February 16, 2006 – Researchers at the U. of Wisconsin-Madison and French wafer supplier Soitec have determined that if specially cleaned, ultrathin layers of silicon actually do facilitate current flow — indicating that conductivity at the nanoscale is independent of dopants normally controlling silicon’s electrical properties.
The scientists used 0.5mm silicon-on-insulator substrates insulated by silicon oxide and another 10nm “nanomembrane” of silicon. Normal methods to remove oxidation from the top layer require temperatures of >1200 degrees C, which warps the membrane. But slowly depositing additional silicon or germanium layers using an ultrahigh vacuum (each one atom thick) at 700 degrees C, grad student Pengpeng Zhang found that the top oxide can be removed without causing damage to the nanomembrane — and what’s more, it also became a conductor. The scientists analyzed the resistance of silicon layers 15-200nm thick, and compared silicon’s resistance when sandwiched between two oxide layers vs. the newly vacuum-cleaned oxide layer. Modeling resistance as a function of layer thickness in both situations showed that the silicon properties became irrelevant in layers with <100nm thickness, and even with relatively thick layers of 200nm the vacuum-cleaned surface was >10x more conductive than sandwiched silicon. As layer thickness shrunk, the difference grew to six orders of magnitude.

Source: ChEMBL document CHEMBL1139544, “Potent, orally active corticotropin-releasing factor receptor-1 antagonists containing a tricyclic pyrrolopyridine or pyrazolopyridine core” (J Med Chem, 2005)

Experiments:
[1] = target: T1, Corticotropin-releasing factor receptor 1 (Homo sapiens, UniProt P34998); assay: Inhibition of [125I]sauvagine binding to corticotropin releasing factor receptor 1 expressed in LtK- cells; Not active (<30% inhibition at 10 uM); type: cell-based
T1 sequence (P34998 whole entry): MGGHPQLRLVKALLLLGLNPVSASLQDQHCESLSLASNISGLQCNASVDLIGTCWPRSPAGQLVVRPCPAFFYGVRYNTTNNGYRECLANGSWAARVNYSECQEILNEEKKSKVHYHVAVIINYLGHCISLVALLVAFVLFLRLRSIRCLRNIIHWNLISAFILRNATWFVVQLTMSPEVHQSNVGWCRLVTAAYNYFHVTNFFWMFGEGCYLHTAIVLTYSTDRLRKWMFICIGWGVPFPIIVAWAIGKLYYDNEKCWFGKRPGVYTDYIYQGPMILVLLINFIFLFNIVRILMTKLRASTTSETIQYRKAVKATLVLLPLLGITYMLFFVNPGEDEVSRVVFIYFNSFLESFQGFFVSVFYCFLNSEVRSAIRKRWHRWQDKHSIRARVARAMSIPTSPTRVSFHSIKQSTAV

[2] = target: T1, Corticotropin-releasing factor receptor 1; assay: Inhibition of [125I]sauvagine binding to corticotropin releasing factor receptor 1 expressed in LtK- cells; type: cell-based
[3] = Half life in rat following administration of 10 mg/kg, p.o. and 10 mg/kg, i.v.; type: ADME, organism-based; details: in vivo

The researchers postulate that the cleaning process creates extra electronic states on the silicon surface, which are filled by some of the electrons, which create vacated holes in the bulk silicon to be filled with other electrons, producing additional holes, and so on — leading to a current flow.
“It’s an interesting interplay,” stated UW-Madison physicist Mark Eriksson. “You clean the surface so you can image it. But then the surface ends up enabling conductivity in the entire silicon layer.”
The findings suggest that surface preparation is critically important when creating nanoscale devices. “It turns out that silicon conducts much worse than that if the surface is poorly prepared and much better than that if the surface is well prepared,” stated prof. Paul Evans, from UW-Madison’s College of Engineering. But it also means that many current methods and instruments used in the semiconductor industry requiring conductive samples, such as scanning tunneling microscopy, can also be applied to the nanoscale as well.